For most people new to photography it is only natural for them to pick up their camera and hold it in the horizontal perspective, for one it's the most stable and comfortable way to hold the camera. So, in turn, all their images are horizontal even though some may have looked better vertically. The question from most new photographers usually is, "how do I know when something may look better in a horizontal or vertical orientation"? I answer them first by saying, "when you have the time, photograph your subjects both ways, this way when you go back to review your images you can choose what looks best to you”. This may seem like a simple solution, and it is, but the first step is to train your photographic eye to see your subjects both vertically and horizontally, and the only way to do this is to actually take the images and review them. Of course there are a few subjects that generally work out better vertically, and you can start with these in mind if you don’t want to shoot everything both ways. Vertical lines, trees, flag poles, tall buildings all work well vertically, of course it is not a “rule” that all vertical lines must be shot vertically, just a starting point to get you to turn your camera vertically. Portraits are a second type of image that may look better in a vertical orientation. For me it depends on how many people I’m working with. 1, 2 or 3 people I will shoot vertically more often than a larger group which I will shoot horizontally.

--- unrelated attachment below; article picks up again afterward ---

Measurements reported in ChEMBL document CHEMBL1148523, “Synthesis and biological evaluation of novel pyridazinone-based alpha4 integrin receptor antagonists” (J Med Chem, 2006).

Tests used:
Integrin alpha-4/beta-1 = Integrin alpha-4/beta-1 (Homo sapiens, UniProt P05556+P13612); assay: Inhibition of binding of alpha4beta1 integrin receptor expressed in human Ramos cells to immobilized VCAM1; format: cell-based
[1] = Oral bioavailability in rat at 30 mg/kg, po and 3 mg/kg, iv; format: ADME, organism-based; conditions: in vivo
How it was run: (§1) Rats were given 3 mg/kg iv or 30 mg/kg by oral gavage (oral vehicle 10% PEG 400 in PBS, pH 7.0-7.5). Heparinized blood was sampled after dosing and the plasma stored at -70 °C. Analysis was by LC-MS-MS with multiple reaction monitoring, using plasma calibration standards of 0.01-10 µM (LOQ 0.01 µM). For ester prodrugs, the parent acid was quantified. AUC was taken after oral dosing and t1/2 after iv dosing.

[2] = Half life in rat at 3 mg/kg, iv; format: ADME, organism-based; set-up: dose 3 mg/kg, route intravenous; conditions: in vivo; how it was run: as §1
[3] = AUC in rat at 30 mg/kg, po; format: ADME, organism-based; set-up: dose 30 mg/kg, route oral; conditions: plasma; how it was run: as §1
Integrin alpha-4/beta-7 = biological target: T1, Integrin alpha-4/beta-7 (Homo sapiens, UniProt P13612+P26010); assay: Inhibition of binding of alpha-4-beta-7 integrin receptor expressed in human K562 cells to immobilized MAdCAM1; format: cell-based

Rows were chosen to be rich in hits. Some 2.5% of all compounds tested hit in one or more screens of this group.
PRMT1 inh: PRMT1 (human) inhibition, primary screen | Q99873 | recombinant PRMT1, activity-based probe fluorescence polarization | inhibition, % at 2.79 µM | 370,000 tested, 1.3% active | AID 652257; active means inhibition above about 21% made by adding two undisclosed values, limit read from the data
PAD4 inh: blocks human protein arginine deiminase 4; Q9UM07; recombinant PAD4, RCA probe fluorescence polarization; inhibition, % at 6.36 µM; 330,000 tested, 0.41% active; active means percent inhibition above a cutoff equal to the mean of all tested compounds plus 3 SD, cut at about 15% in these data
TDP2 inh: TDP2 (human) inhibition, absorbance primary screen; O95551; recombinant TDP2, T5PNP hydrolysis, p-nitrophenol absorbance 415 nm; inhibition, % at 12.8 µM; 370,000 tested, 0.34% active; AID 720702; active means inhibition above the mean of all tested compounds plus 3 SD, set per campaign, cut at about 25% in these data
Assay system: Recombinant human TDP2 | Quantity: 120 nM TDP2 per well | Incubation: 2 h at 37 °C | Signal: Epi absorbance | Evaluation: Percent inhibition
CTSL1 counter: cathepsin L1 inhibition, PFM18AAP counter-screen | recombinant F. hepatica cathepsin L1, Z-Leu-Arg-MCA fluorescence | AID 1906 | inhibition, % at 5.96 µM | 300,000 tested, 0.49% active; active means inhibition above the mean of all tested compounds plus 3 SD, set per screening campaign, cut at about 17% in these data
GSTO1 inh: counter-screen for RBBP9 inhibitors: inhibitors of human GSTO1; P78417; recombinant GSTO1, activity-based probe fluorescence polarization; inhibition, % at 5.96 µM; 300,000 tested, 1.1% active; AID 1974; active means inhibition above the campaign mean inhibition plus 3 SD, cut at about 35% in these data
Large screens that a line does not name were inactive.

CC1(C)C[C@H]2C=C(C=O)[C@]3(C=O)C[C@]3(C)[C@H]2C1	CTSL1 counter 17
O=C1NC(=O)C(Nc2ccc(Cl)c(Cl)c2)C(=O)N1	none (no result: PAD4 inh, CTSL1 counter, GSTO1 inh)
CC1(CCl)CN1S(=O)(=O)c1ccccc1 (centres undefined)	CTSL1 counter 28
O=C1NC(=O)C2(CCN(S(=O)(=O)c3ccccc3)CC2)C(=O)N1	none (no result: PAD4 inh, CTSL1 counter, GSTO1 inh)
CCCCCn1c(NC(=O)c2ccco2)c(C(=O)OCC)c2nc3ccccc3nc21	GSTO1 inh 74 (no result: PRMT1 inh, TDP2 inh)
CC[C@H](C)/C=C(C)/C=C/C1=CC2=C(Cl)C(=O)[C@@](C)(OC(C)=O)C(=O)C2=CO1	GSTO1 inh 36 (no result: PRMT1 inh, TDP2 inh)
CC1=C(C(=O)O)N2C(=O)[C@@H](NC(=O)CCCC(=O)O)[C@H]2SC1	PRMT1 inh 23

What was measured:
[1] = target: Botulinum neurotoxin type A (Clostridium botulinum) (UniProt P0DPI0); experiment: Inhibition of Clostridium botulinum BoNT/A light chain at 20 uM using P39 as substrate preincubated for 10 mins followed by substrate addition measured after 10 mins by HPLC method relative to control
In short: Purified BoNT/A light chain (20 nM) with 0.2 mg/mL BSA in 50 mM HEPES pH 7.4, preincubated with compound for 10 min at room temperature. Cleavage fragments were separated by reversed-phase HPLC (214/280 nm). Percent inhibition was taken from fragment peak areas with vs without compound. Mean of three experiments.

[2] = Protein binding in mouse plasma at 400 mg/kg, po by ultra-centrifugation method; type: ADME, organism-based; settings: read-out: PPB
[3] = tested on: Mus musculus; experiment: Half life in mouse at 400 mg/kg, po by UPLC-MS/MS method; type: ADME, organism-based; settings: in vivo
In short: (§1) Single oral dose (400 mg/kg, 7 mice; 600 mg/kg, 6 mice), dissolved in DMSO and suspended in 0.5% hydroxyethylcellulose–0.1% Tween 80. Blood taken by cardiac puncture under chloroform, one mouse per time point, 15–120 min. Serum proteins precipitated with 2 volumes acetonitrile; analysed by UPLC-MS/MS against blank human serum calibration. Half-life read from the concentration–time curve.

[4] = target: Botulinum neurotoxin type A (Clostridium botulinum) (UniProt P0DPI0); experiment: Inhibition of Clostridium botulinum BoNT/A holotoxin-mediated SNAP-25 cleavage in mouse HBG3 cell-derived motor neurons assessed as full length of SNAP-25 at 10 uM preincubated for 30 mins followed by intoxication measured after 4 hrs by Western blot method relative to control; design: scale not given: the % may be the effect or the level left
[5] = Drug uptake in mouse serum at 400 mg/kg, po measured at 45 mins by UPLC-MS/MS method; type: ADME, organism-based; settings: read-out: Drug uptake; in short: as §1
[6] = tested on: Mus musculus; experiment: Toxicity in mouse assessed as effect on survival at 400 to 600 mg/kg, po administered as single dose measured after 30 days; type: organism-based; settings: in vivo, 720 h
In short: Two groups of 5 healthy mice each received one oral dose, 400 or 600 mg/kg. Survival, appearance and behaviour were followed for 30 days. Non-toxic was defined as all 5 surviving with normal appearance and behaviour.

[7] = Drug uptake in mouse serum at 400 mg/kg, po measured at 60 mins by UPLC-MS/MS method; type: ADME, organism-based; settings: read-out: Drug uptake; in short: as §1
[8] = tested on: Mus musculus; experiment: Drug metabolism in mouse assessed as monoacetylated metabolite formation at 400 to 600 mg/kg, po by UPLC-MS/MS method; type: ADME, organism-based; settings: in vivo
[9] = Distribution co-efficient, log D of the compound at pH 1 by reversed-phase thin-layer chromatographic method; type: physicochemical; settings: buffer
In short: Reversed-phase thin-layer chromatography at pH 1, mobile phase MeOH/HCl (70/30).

Below are three vertical images all shot with the Tamron AF18-270mm VC PZD lens. The first is a group of very tall sailboat masts shot vertical to show off their height, I cropped out the boat because it was docked in an area that was crowded and it got lost amongst everything around it. The second once again, I used the vertical line of the flag pole and the vertical lines of the water being shot out of the boats engines to create a strong vertical image. Lastly, my interpretation of a portrait, which of course, doesn’t always have to be human. I went on an Eco Tour where the guide held up (with the help of one of us) a lobster to show us how to recognize if it’s a male or female (still don’t know) lobster. I will be honest, I shot this both vertically and horizontal, I ended up liking the vertical better because of the way the arm coming in from the bottom left leads you up to the (vertical) lobster, which then leads you to the arm on the right. The key is to experiment and shoot your images many different ways, the more ways you shoot them the better your eye becomes.